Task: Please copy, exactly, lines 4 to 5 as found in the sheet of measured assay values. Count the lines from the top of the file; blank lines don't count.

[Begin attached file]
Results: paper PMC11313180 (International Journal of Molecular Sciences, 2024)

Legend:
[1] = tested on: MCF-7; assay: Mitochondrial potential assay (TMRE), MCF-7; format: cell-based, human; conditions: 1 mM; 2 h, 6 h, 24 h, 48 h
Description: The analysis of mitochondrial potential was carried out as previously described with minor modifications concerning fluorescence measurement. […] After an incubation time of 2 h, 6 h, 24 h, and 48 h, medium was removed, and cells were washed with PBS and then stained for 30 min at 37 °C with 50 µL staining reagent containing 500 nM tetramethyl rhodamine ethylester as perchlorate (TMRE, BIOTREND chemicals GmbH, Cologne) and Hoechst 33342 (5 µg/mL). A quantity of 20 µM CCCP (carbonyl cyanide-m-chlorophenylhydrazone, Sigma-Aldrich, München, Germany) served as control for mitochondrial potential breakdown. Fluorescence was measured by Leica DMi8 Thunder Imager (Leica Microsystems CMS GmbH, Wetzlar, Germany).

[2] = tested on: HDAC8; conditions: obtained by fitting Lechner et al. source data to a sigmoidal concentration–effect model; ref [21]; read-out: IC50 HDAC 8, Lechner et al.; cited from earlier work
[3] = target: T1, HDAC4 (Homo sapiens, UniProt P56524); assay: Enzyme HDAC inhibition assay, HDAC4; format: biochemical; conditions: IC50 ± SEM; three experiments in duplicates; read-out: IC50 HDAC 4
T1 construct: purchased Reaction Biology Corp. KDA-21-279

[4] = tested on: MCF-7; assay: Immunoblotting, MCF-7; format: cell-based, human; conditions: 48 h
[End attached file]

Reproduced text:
Description: The analysis of mitochondrial potential was carried out as previously described with minor modifications concerning fluorescence measurement. […] After an incubation time of 2 h, 6 h, 24 h, and 48 h, medium was removed, and cells were washed with PBS and then stained for 30 min at 37 °C with 50 µL staining reagent containing 500 nM tetramethyl rhodamine ethylester as perchlorate (TMRE, BIOTREND chemicals GmbH, Cologne) and Hoechst 33342 (5 µg/mL). A quantity of 20 µM CCCP (carbonyl cyanide-m-chlorophenylhydrazone, Sigma-Aldrich, München, Germany) served as control for mitochondrial potential breakdown. Fluorescence was measured by Leica DMi8 Thunder Imager (Leica Microsystems CMS GmbH, Wetzlar, Germany).

[2] = tested on: HDAC8; conditions: obtained by fitting Lechner et al. source data to a sigmoidal concentration–effect model; ref [21]; read-out: IC50 HDAC 8, Lechner et al.; cited from earlier work